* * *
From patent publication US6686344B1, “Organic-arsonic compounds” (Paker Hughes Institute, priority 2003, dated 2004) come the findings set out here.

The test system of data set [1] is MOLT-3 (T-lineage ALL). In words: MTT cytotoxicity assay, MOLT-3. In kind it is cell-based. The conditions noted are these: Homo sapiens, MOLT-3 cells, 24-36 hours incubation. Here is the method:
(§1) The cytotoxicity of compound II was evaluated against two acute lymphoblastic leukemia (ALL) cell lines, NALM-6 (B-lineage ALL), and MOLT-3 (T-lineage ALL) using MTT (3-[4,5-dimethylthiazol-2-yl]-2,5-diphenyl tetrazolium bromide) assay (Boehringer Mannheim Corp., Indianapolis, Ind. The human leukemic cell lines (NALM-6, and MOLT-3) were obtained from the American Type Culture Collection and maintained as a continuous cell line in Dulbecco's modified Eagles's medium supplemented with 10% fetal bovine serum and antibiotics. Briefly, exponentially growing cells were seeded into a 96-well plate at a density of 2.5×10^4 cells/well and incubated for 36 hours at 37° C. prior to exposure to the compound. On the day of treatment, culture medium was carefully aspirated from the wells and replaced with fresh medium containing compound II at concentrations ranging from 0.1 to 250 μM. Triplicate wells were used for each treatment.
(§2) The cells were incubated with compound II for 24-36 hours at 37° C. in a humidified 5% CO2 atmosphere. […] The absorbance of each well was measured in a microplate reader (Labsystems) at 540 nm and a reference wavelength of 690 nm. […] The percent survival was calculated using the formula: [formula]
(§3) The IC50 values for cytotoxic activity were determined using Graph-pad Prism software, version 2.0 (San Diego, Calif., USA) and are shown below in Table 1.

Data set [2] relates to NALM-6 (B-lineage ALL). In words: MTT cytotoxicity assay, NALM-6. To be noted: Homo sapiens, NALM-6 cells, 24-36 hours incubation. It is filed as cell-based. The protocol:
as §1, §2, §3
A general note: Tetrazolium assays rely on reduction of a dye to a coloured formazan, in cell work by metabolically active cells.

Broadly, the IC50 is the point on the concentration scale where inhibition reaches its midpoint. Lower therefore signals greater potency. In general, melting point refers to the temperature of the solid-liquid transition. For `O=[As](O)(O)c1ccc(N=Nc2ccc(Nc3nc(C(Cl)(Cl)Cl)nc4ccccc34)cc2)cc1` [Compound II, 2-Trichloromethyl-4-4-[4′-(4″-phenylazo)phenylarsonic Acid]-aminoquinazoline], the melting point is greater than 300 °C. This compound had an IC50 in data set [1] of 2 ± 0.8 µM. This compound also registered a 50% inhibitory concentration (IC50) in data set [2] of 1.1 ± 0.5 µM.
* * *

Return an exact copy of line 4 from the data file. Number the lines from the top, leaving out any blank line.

(§2) The cells were incubated with compound II for 24-36 hours at 37° C. in a humidified 5% CO2 atmosphere. […] The absorbance of each well was measured in a microplate reader (Labsystems) at 540 nm and a reference wavelength of 690 nm. […] The percent survival was calculated using the formula: [formula]